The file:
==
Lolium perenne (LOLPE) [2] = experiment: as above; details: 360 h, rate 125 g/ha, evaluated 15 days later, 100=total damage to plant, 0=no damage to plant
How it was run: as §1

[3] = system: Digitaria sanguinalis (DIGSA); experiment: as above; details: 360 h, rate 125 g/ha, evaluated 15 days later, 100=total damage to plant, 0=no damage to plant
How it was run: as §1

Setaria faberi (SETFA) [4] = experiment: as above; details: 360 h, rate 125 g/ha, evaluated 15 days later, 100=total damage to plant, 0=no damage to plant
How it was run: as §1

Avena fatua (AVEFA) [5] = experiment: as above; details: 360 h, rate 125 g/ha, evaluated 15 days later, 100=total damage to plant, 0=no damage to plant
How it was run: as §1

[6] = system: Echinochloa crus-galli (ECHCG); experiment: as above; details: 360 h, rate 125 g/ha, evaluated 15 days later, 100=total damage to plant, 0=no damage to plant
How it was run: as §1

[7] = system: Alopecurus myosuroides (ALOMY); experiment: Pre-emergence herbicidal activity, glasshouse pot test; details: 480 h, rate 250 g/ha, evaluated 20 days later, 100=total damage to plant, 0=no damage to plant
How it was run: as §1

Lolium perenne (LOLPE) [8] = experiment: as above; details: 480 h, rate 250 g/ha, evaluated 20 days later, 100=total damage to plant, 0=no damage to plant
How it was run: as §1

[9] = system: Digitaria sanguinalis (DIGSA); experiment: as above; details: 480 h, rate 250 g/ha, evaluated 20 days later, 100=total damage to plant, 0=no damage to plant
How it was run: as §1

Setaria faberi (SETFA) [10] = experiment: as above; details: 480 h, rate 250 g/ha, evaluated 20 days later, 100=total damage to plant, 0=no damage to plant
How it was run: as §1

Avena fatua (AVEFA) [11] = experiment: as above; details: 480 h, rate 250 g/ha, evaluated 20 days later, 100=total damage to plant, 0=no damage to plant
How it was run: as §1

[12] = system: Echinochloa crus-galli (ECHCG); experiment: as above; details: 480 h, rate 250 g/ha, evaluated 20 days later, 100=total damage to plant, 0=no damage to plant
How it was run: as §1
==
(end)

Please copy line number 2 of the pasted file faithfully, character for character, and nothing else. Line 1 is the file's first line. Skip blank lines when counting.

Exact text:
How it was run: as §1